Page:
Ed Johnstone of the Quinault Indian Nation has been elected chair of the Northwest Indian Fisheries Commission. He succeeds Lorraine Loomis, who passed away in August. Johnstone will serve the remainder of Loomis’ term through May 2022.
As the fisheries policy spokesperson for the Quinault Indian Nation, Johnstone has extensive experience in management of salmon, steelhead, crab, clams, black cod and halibut. He has served as Quinault’s commissioner to the NWIFC since 2000 and as treasurer from 2009 to 2021. He serves on the Southern Panel of the Pacific Salmon Commission and the Intergovernmental Policy Council, a forum of tribal and state co-managers of the ocean area that includes the Olympic Coast National Marine Sanctuary. Johnstone previously served on the Quinault Tribal Council from 1996 to 2002.
“The treaty tribes of the Northwest Indian Fisheries Commission have a responsibility to make tough decisions as stewards for the resource and to work with our state natural resources co-managers to protect fish for our children and their children,” Johnstone said. “Fish and fishing have been an inseparable part of my life for as long as I can remember, providing food, income and spiritual connection to being Quinault.
“In the 21 years I’ve represented the Quinault Nation, I’ve learned that tribes have to be at the table to protect our treaty rights and the fisheries resource,” Johnstone said. “Fisheries management has become more challenging every year with the ongoing loss of habitat, declining salmon runs and impacts of climate change. Sometimes, it seems like we’re losing more than we’re gaining, and we need to run just to try to keep up, but we have to keep fighting for those who don’t have a voice – the generations of fish and people still unborn.”
Johnstone will carry on Loomis’ work, as well as that of Billy Frank Jr., who was NWIFC chair for 30 years until his passing in 2014.
“Being chosen to follow the footsteps left by Billy and Lorraine is a great honor and I take the responsibility seriously. I’ll give it all I’ve got,” Johnstone said. “I’ve learned a lot from those who have come before. My brother Guy McMinds taught me when to fight and when to shake hands. Quinault leader Jim Harp taught me the need to stand up for what’s right and to persevere. Tribal leaders like Joe DeLaCruz, Billy and Lorraine knew when to step in to provide vision and leadership to inspire others to join hands in times of need.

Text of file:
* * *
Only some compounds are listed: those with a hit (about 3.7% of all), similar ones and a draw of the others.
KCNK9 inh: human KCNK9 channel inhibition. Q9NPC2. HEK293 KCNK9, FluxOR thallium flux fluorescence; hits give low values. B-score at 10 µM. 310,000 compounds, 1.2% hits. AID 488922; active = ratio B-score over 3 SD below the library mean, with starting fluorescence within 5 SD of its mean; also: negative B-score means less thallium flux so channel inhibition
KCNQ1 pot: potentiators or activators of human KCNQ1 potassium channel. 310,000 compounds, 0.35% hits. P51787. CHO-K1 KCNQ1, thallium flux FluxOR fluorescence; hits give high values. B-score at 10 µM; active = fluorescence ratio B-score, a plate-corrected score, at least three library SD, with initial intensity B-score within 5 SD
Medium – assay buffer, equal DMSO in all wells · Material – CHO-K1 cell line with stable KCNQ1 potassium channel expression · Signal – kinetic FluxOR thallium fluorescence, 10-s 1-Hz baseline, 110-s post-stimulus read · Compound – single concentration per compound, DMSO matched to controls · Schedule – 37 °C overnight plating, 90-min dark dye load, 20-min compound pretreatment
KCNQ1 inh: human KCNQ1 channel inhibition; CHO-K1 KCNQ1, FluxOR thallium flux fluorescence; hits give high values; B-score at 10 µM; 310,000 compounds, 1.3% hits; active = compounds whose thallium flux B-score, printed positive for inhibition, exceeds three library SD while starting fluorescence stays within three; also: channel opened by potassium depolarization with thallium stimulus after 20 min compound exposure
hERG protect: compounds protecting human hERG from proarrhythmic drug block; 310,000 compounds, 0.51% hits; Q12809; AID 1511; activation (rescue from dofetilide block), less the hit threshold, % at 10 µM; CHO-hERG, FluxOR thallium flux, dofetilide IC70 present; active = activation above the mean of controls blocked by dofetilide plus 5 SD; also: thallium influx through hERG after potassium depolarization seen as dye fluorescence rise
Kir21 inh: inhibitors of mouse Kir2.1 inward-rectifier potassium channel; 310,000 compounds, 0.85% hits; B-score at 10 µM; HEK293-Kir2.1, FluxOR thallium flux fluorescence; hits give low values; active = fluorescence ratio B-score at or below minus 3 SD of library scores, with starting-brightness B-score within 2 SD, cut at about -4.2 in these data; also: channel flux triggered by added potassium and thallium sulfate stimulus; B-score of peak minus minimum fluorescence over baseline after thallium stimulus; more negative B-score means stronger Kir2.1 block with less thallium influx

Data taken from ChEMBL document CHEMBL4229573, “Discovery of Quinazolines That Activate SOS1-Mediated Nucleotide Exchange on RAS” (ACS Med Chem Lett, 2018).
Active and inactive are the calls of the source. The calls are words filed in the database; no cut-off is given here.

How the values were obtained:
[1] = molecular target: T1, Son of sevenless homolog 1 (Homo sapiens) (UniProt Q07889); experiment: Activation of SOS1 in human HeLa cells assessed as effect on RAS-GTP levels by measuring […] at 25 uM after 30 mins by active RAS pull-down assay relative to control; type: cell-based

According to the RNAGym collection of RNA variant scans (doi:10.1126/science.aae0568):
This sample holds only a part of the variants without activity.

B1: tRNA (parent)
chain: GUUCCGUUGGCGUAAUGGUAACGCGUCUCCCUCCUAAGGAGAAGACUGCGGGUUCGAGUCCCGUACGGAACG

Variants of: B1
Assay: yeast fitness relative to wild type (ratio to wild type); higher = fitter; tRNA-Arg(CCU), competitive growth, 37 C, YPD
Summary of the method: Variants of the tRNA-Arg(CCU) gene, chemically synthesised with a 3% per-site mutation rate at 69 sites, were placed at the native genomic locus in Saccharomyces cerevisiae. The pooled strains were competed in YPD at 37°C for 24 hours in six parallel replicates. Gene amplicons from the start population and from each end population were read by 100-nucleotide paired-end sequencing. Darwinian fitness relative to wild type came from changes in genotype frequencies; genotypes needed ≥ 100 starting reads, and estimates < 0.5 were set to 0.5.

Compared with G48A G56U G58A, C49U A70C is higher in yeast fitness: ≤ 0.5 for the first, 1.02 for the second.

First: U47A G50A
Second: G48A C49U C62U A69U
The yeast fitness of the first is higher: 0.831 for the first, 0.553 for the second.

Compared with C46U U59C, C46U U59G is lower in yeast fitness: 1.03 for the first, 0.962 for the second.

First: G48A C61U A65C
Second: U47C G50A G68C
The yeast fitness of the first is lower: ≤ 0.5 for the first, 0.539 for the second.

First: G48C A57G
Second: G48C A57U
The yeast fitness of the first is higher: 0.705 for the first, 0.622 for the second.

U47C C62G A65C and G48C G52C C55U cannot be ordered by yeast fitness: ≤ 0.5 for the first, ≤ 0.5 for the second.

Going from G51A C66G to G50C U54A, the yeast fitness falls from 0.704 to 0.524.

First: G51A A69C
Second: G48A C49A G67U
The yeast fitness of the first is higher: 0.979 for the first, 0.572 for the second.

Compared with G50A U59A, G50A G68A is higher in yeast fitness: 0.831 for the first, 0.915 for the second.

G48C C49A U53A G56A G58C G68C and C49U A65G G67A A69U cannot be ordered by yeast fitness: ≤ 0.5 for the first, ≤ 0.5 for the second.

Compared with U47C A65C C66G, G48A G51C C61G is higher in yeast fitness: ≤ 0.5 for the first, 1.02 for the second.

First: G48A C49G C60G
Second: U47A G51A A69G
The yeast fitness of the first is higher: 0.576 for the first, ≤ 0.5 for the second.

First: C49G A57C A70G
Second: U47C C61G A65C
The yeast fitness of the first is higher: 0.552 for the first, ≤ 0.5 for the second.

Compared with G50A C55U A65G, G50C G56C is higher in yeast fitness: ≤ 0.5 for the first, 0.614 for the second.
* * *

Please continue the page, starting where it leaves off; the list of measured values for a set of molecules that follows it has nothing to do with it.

“The challenges we face today are huge, but not insurmountable. Tribes can’t go it alone. We have to tell others who we are and what we stand for, remind our federal trustees of their responsibilities, and forge enduring partnerships to succeed. Tribes need to be a strong and growing force for change.”
The NWIFC is a support service organization for the 20 treaty Indian tribes in western Washington that are co-managers of the region’s natural resources with the state of Washington. The commission provides services to tribes in areas such as fisheries management, habitat protection and fish health. The NWIFC also provides a forum for tribes to address shared natural resources management concerns and enables the tribes to speak with a unified voice.
The NWIFC is headquartered in Olympia, with satellite offices in Forks, Burlington and Poulsbo and employs a staff of 80.
Ed Johnstone, right, speaks about the importance of honoring treaty rights at a meeting of tribal leaders with the chair of the White House Council on Environmental Quality, Brenda Mallory. Seated beside him is Nisqually Tribal Council Member Hanford McCloud. Photo: D. Preston, Nisqually Tribe